In 1970 at age 28,  after having her fourth child, Wynette had her uterus removed.  A resulting infection caused terrible scarring and she suffered painful intestinal symptoms for the rest of her life. That same year she developed an obstruction in her bile ducts that damaged her gall bladder and after that, she suffered chronic and recurrent intestinal obstructions and infections. She also had surgeries on her kidney and had nodules removed from her vocal cords. She tried to control sometimes overwhelming abdominal pain by taking narcotic pain medications. The addiction caused terrible depression and she was treated with electric shock therapy. During tours, she could not perform without narcotics and often needed a backup singer to sing most of her parts.  In 1986, at age 44, she entered the Betty Ford Center to be treated for her addiction.  In 1993, at age 51, she lay in a hospital bed for five days in a coma caused by a bile duct infection spreading through her body.
At age 55, after more than 30 operations, almost 30 years of severe intestinal symptoms and taking addicting pain medications, she died while sleeping on her couch when a clot formed in her lungs to block the flow of blood through her heart.
Her Adult Life of Pain
After Wynette had surgery to remove her uterus at age 28, she never was well again. The surgery itself or an infection following surgery could have caused the damage to her gall bladder.  She had terrible belly pain that no surgery or other treatment could cure. The pain was so severe that she spent the rest of her life taking narcotics in an effort to control her misery and allow her to function. I have not seen her medical records, but I can explain the life-long misery and pain that can follow gall bladder surgery.
gall bladderWhat Is Your Gall Bladder?
Your liver removes old blood cells and breakdown products of metabolism and concentrates them into a green-yellow fluid called bile.  Bile travels from your liver to be stored in a balloon called your gall bladder.  When food enters your stomach, your gall bladder squeezes bile from the balloon along tubes called the cystic duct and common bile duct into your intestines.  Bile works to break fats down into smaller particles that can be absorbed into your bloodstream.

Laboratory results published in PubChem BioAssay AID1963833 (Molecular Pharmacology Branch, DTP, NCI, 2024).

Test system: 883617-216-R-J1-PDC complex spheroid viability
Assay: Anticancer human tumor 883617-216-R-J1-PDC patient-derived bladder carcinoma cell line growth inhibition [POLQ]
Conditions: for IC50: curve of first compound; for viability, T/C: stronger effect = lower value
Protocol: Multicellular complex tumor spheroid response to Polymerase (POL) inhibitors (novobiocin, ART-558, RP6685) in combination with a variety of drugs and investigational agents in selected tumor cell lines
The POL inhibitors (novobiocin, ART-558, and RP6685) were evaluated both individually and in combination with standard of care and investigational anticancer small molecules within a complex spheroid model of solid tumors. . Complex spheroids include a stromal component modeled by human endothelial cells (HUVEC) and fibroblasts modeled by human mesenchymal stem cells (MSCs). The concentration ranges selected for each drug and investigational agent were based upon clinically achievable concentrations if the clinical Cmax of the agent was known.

Gall Bladder Problems and Symptoms
Bile usually causes no problems in your intestines, but if bile ever backs up to get into your stomach, and then backs up to your esophagus, it can cause severe burning and paralyzing chest and belly pain.  To prevent bile from refluxing back up to your stomach, a large pyloric sphincter muscle is located at the end of your stomach.  This is supposed to keep bile from backing up from your intestines into your stomach. Bile reflux can be caused by surgical complications that damage the pyloric sphincter, removing the gall bladder or any type of gall bladder surgery, or gastric bypass surgery.
Cholecystitis means that the inner linings of your gall bladder are raw and swollen because the ducts that carry bile from your liver to your intestines are blocked by scarring from surgery, infection or bile stones.  The obstruction can build up so much pressure that the extra bile can rupture the tubes to cause a surgical emergency.
Symptoms of gall bladder disease include:
• Right upper belly pain radiating to the right shoulder in front and shoulder blade in back.  Initially the pain comes and goes and eventually you feel pain all the time.
• Nausea, vomiting and fever that can come and go.
• In 15 percent of patients, there is a yellow color in the eyes that indicates jaundice.
Lessons from Tammy Wynette’s Painful Life and Death
• Childhood poverty and deprivation can drive some people to work very hard and achieve great success. Yet no amount of financial gain, fame or adulation erases those painful memories.
• Wynette spent her entire life working harder than everyone else to be the very best in her field, but her success and fame could not protect her from an unhappy life, multiple divorces and estrangements, and a very young death.
• Her addiction to narcotics can be explained by the pain and misery she was trying to control.  Her uncurable gall bladder disease overwhelmed everything else in her life.
• Frequent use of narcotics, even when taken for legitimate medical reasons, has been associated with heart muscle damage and premature death.
(Virginia Wynette Pugh)
May 5, 1942 – April 6, 1998